# What Math To Learn Next After Calculus

*Depending on your goals, either A) methods of proof, or B) linear algebra followed by probability & statistics.*

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Sometimes math learners wonder what course they should tackle next after calculus.

Learning math through calculus feels like climbing the trunk of a tree and then reaching the edge where it starts branching out in all directions.

What branch do you climb next? You’ve got so many choices that it might feel overwhelming.

Here’s my take. What I recommend depends on whether you want to

- A) become an academic mathematician, i.e., major in math, do a PhD, and create/prove new mathematical theorems, or
- B) build math-heavy systems that solve real-life applied problems, e.g., rocket engineering or any kind of AI/ML/quant/algo-heavy software development.

For goal A (“academic mathematician”), I would recommend “methods of proof,” i.e., an introduction to what proofs are, how to write them, and common techniques for approaching various kinds of proofs.

Why? Because every year, countless aspiring math majors show up to university without a background in proof-writing and then get their ass handed to them by proof-based courses because proof-writing is not yet second nature to them.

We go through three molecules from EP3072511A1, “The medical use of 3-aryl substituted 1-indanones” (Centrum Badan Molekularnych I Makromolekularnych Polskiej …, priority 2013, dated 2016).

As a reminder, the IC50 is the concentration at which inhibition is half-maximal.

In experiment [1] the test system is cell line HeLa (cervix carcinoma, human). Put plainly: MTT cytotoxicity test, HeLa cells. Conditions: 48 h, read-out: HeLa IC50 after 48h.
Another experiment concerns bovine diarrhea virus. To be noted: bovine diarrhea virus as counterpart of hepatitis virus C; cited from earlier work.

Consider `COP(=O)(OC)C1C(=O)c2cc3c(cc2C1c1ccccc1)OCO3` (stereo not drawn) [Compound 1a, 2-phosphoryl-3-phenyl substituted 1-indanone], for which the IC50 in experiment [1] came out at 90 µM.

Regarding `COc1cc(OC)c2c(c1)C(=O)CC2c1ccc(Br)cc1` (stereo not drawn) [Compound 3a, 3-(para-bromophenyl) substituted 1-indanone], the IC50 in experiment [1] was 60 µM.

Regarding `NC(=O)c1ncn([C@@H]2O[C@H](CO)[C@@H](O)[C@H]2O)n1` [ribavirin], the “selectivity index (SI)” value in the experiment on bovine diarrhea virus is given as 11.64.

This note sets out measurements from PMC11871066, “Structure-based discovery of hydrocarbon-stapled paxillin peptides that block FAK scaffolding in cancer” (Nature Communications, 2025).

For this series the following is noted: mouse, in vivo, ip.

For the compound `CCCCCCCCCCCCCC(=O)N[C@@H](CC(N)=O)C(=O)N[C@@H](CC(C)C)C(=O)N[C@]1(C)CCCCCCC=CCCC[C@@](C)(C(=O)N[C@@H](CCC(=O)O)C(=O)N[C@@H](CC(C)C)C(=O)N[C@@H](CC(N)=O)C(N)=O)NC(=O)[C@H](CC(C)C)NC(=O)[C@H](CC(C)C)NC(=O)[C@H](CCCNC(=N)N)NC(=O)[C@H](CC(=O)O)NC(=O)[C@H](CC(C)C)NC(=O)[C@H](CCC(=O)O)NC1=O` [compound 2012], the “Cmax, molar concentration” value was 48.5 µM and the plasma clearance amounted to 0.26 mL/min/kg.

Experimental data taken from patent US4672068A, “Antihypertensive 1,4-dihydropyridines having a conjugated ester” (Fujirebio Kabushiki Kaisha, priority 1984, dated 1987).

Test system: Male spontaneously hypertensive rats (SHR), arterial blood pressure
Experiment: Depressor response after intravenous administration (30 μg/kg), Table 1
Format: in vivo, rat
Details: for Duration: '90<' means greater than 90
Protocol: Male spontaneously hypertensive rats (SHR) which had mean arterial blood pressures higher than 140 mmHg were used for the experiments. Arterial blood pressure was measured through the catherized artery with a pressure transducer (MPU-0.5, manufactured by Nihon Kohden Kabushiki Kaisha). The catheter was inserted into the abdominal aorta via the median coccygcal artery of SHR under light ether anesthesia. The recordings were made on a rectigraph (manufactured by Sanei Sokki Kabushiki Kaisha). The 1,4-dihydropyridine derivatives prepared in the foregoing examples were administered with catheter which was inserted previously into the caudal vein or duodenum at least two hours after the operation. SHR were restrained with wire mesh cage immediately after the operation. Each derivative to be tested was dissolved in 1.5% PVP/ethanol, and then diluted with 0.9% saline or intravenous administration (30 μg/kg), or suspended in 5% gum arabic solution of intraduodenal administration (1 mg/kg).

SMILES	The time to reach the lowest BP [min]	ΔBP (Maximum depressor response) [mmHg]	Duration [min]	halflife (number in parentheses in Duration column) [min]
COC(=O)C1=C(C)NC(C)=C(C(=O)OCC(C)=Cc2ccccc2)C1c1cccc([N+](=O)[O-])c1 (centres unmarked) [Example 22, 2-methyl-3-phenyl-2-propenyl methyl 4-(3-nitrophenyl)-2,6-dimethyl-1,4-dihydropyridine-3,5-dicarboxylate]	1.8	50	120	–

(Coming into a Real Analysis or Abstract Algebra class without fluency in reading/writing proofs being second nature is like coming into a Shakespeare literary analysis class with shaky or nonexistent reading and writing skills. The content matter is challenging enough that it’s overwhelmingly difficult for most learners to pick up supporting skills on the fly.)

For goal B (“build math-heavy systems”), I would recommend linear algebra and then probability / statistics.

Why? Because those are two subjects that show up in basically every hardcore application of math.

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